Conceptualization, Supervision, Writing - original draft, Writing - review and editing
    Contributed equally with
    Jean-Pascal Capp, Aurora M Nedelcu, Beata Ujvari, Andriy Marusyk, Robert Gatenby and Frédéric Thomas
    Competing interests
    No competing interests declared
  3. Aurora M Nedelcu

    Department of Biology, University of New Brunswick, Fredericton, New Brunswick, Canada
    Contribution
    Conceptualization, Supervision, Writing - original draft, Writing - review and editing
    Contributed equally with
    Jean-Pascal Capp, James DeGregori, Beata Ujvari, Andriy Marusyk, Robert Gatenby and Frédéric Thomas
    Competing interests
    No competing interests declared
    ORCID icon "This ORCID iD identifies the author of this article:" 0000-0002-7517-2419
  4. Antoine M Dujon

    1. CREEC/CANECEV, MIVEGEC (CREES), University of Montpellier, CNRS, IRD, Montpellier, France
    2. Centre for Integrative Ecology, School of Life and Environmental Sciences, Deakin University, Geelong, Australia
    Contribution
    Writing - original draft, Writing - review and editing
    Competing interests
    No competing interests declared
  5. Justine Boutry

    CREEC/CANECEV, MIVEGEC (CREES), University of Montpellier, CNRS, IRD, Montpellier, France
    Contribution
    Writing - original draft
    Competing interests
    No competing interests declared
  6. Pascal Pujol

    CREEC/CANECEV, MIVEGEC (CREES), University of Montpellier, CNRS, IRD, Montpellier, France
    Contribution
    Writing - original draft, Writing - review and editing
    Competing interests
    No competing interests declared
  7. Catherine Alix-Panabières

    1. CREEC/CANECEV, MIVEGEC (CREES), University of Montpellier, CNRS, IRD, Montpellier, France
    2. Laboratory of Rare Human Circulating Cells (LCCRH), University Medical Centre of Montpellier, Montpellier, France
    Contribution
    Writing - original draft, Writing - review and editing
    Competing interests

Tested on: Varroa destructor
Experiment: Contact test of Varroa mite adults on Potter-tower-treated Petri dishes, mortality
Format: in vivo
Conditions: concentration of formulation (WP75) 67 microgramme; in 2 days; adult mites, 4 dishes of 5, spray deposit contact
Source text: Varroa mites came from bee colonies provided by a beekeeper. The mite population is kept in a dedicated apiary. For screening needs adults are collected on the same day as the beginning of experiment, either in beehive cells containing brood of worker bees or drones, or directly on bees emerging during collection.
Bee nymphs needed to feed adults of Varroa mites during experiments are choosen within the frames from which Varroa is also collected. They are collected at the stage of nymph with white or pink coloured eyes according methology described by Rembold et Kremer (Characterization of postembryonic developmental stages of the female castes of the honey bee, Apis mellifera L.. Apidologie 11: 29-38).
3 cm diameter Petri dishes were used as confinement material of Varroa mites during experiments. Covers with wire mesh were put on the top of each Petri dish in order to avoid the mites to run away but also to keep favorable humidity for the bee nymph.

No competing interests declared
    ORCID icon "This ORCID iD identifies the author of this article:" 0000-0002-6401-2903
  8. Rodrigo Hamede

    School of Natural Sciences, University of Tasmania, Hobart, Australia
    Contribution
    Writing - original draft, Writing - review and editing
    Competing interests
    No competing interests declared
  9. Benjamin Roche

    CREEC/CANECEV, MIVEGEC (CREES), University of Montpellier, CNRS, IRD, Montpellier, France
    Contribution
    Conceptualization, Writing - original draft, Writing - review and editing
    Competing interests
    No competing interests declared
  10. Beata Ujvari

    1. Centre for Integrative Ecology, School of Life and Environmental Sciences, Deakin University, Geelong, Australia
    2. School of Natural Sciences, University of Tasmania, Hobart, Australia
    Contribution
    Conceptualization, Supervision, Writing - original draft, Writing - review and editing
    Contributed equally with
    Jean-Pascal Capp, James DeGregori, Aurora M Nedelcu, Andriy Marusyk, Robert Gatenby and Frédéric Thomas
    Competing interests
    No competing interests declared
    ORCID icon "This ORCID iD identifies the author of this article:" 0000-0003-2391-2988
  11. Andriy Marusyk

    Department of Cancer Physiology, H Lee Moffitt Cancer Center and Research Institute, Tampa, United States
    Contribution
    Conceptualization, Supervision, Writing - original draft, Writing - review and editing
    Contributed equally with
    Jean-Pascal Capp, James DeGregori, Aurora M Nedelcu, Beata Ujvari, Robert Gatenby and Frédéric Thomas
    Competing interests
    No competing interests declared
  12. Robert Gatenby

    Department of Cancer Physiology, H Lee Moffitt Cancer Center and Research Institute, Tampa, United States
    Contribution
    Conceptualization, Supervision, Writing - original draft, Writing - review and editing
    Contributed equally with
    Jean-Pascal Capp, James DeGregori, Aurora M Nedelcu, Beata Ujvari, Andriy Marusyk and Frédéric Thomas
    Competing interests
    No competing interests declared
    ORCID icon "This ORCID iD identifies the author of this article:" 0000-0002-1621-1510
  13. Frédéric Thomas